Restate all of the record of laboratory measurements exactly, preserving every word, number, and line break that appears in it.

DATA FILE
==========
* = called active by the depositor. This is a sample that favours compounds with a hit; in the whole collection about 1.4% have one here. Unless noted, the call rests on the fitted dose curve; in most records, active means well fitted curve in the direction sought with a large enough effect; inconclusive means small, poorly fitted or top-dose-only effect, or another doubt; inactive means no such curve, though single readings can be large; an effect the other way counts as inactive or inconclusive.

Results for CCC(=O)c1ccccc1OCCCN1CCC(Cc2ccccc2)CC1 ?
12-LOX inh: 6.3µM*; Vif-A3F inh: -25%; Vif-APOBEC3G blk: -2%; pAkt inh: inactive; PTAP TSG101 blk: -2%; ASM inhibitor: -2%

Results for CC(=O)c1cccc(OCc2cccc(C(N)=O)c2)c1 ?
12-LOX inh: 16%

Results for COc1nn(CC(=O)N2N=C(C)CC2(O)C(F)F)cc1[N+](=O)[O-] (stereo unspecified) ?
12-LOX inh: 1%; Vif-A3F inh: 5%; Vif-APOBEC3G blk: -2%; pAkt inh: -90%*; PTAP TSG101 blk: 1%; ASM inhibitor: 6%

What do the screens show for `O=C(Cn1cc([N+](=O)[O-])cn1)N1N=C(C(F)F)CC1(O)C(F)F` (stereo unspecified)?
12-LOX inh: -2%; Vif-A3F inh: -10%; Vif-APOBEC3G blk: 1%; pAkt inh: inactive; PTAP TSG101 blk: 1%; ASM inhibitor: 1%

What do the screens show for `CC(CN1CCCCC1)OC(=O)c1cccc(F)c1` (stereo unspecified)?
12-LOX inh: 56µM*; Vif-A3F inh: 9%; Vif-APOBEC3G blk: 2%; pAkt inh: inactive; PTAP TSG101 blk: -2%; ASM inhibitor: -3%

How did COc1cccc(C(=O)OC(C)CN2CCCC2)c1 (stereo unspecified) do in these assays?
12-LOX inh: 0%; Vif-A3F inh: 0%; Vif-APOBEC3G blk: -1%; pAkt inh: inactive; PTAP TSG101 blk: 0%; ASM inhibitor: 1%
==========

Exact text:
* = called active by the depositor. This is a sample that favours compounds with a hit; in the whole collection about 1.4% have one here. Unless noted, the call rests on the fitted dose curve; in most records, active means well fitted curve in the direction sought with a large enough effect; inconclusive means small, poorly fitted or top-dose-only effect, or another doubt; inactive means no such curve, though single readings can be large; an effect the other way counts as inactive or inconclusive.

Results for CCC(=O)c1ccccc1OCCCN1CCC(Cc2ccccc2)CC1 ?
12-LOX inh: 6.3µM*; Vif-A3F inh: -25%; Vif-APOBEC3G blk: -2%; pAkt inh: inactive; PTAP TSG101 blk: -2%; ASM inhibitor: -2%

Results for CC(=O)c1cccc(OCc2cccc(C(N)=O)c2)c1 ?
12-LOX inh: 16%

Results for COc1nn(CC(=O)N2N=C(C)CC2(O)C(F)F)cc1[N+](=O)[O-] (stereo unspecified) ?
12-LOX inh: 1%; Vif-A3F inh: 5%; Vif-APOBEC3G blk: -2%; pAkt inh: -90%*; PTAP TSG101 blk: 1%; ASM inhibitor: 6%

What do the screens show for `O=C(Cn1cc([N+](=O)[O-])cn1)N1N=C(C(F)F)CC1(O)C(F)F` (stereo unspecified)?
12-LOX inh: -2%; Vif-A3F inh: -10%; Vif-APOBEC3G blk: 1%; pAkt inh: inactive; PTAP TSG101 blk: 1%; ASM inhibitor: 1%

What do the screens show for `CC(CN1CCCCC1)OC(=O)c1cccc(F)c1` (stereo unspecified)?
12-LOX inh: 56µM*; Vif-A3F inh: 9%; Vif-APOBEC3G blk: 2%; pAkt inh: inactive; PTAP TSG101 blk: -2%; ASM inhibitor: -3%

How did COc1cccc(C(=O)OC(C)CN2CCCC2)c1 (stereo unspecified) do in these assays?
12-LOX inh: 0%; Vif-A3F inh: 0%; Vif-APOBEC3G blk: -1%; pAkt inh: inactive; PTAP TSG101 blk: 0%; ASM inhibitor: 1%